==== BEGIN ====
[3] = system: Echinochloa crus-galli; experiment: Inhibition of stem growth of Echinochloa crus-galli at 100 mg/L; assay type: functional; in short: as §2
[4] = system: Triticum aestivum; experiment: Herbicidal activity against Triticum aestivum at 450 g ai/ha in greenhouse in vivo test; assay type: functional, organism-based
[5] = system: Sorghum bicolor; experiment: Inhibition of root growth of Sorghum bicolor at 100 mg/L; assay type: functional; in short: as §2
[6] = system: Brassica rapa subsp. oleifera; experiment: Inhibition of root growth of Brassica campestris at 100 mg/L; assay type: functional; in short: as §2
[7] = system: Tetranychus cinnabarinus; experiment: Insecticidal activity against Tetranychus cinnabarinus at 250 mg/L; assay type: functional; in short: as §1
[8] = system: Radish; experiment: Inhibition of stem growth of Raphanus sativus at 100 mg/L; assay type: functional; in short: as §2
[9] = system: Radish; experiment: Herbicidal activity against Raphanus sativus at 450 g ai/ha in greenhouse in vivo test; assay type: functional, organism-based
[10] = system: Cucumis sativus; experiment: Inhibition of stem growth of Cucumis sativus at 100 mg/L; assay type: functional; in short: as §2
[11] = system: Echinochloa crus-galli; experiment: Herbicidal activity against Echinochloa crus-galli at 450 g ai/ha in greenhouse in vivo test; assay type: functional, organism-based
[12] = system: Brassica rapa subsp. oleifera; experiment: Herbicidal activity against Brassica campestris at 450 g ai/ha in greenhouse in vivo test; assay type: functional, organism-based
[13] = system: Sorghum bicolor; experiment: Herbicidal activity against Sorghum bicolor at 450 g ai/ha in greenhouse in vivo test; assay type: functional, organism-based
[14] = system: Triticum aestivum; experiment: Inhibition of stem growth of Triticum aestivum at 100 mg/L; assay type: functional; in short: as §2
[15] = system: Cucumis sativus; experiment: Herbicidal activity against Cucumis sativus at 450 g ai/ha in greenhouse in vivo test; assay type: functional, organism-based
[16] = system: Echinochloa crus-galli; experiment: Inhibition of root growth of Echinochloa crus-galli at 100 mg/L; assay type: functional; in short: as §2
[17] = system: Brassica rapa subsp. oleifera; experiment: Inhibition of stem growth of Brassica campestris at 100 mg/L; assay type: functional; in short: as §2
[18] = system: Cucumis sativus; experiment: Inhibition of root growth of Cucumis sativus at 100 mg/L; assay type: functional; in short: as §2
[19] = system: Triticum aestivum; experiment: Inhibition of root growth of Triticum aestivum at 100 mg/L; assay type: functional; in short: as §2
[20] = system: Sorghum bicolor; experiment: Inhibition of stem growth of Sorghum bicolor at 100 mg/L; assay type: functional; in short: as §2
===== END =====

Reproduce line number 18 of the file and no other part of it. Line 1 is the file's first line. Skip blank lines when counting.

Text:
[20] = system: Sorghum bicolor; experiment: Inhibition of stem growth of Sorghum bicolor at 100 mg/L; assay type: functional; in short: as §2